"More likely what we're going to see is that the ocean will keep its equilibration but it doesn't have to take up as much carbon to do it because it's getting warmer at the same time," she says. "We are already seeing this in the North Atlantic subtropical gyre, and this is some of the first evidence for climate damping the ocean's ability to take up carbon from the atmosphere."

She stresses the need to improve available datasets and expand this type of analysis to other oceans, which are relatively less-studied than the North Atlantic, to continue to refine carbon uptake trends in different ocean regions. This information will be critical for decision-making, since any decrease in ocean uptake may require greater human efforts to control carbon dioxide levels in the atmosphere.


'/>"/>

Contact: Galen McKinley
gamckinley@wisc.edu
608-213-5066
University of Wisconsin-Madison
Source:Eurekalert

Related biology news :

1. Climate change may alter conditions for growth of oak trees in Euskadi
2. U of M project will help corn and soybean farmers prepare for climate change
3. Climate change forces early spring
4. The impact of candidates statements about climate change on electoral success
5. Climate change could turn oxygen-free seas from blessing to curse for zooplankton
6. Climate change increases the risk of ozone damage to plants
7. Gene flow may help plants adapt to climate change
8. Study shows climate change makes some chemicals more toxic to aquatic life
9. Fossilized pollen reveals climate history of northern Antarctica
10. CWRU law professor eyes prize-based incentives to generate climate innovation
11. Oceans harmful low-oxygen zones growing, are sensitive to small changes in climate
Post Your Comments:
*Name:
*Comment:
*Email:
(Date:2/2/2016)... VIEW, Calif. , Feb. 2, 2016 /PRNewswire/ ... retinopathy market, Frost & Sullivan recognizes US-based Intelligent ... America Frost & Sullivan Award for New Product ... provider in North America , ... in the rapidly growing diabetic retinopathy market. The ...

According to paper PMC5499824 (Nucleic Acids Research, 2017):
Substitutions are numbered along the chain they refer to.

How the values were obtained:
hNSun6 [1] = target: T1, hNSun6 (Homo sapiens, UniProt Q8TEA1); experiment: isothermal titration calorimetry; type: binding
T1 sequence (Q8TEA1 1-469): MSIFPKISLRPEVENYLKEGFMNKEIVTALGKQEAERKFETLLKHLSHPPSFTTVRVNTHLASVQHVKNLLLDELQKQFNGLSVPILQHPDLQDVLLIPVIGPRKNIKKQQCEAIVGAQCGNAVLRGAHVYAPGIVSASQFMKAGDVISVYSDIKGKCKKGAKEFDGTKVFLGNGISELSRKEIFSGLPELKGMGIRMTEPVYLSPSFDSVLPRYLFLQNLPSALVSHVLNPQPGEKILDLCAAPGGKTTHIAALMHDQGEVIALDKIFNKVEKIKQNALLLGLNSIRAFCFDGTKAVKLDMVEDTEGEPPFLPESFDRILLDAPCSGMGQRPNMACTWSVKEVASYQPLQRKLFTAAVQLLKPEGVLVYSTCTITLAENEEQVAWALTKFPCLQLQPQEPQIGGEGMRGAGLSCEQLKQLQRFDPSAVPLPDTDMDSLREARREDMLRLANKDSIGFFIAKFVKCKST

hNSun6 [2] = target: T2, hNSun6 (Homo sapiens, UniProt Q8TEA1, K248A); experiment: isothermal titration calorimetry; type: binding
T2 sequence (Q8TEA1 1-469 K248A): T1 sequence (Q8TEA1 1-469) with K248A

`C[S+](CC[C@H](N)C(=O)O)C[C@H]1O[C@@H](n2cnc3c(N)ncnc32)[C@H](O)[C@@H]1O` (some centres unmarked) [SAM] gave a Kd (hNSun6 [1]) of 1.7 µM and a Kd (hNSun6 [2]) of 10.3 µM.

(Date:1/27/2016)...  Rite Track, Inc. a leading semiconductor equipment and ... Ohio announced today the acquisition of PLUS LLC. ... Austin, Texas , will significantly bolster ... installations and technical support offerings for TEL Track Systems. ... "PLUS has provided world class service including refurbishment, enhancements ...
(Date:1/21/2016)... 21, 2016 --> ... market research report "Emotion Detection and Recognition Market by Technology ... (Facial Expression, Voice Recognition and Others), Services, Application ... to 2020", published by MarketsandMarkets, the global Emotion ... USD 22.65 Billion by 2020, at a CAGR ...
Breaking Biology News(10 mins):
(Date:2/12/2016)... , February 12, 2016 ... Efforts by Enabling Scientific Understanding of Complex Diseases ... Rare Diseases --> ... diagnostics in South Asia and a leading provider of ... contribute $10 million to the GenomeAsia 100K consortium ...
(Date:2/11/2016)... , Feb. 11, 2016  Bioethics International, a not-for-profit ... are researched, developed, marketed and made accessible to patients around ... Open had named the publication of the Good ... The publication is also featured as one of BMJ ... the last year that are most frequently read. ...
(Date:2/11/2016)... February 11, 2016 ... or "Company") (OTCQB: PSID), a life sciences company ... its Thermomedics subsidiary, which markets the Caregiver® FDA-cleared ... plan in January 2016, including entering into agreements ... monthly sales growth, and establishing several near-term pipeline ...
(Date:2/10/2016)... , Febr. 10, 2016 /PRNewswire/ - BioAmber Inc. (NYSE: ... to announce that Mitsui & Co. Ltd., its partner ... acid plant, is investing an additional CDN$25 million in ... its stake from 30% to 40%.  Mitsui will also ... acid produced in Sarnia , providing ...
Breaking Biology Technology: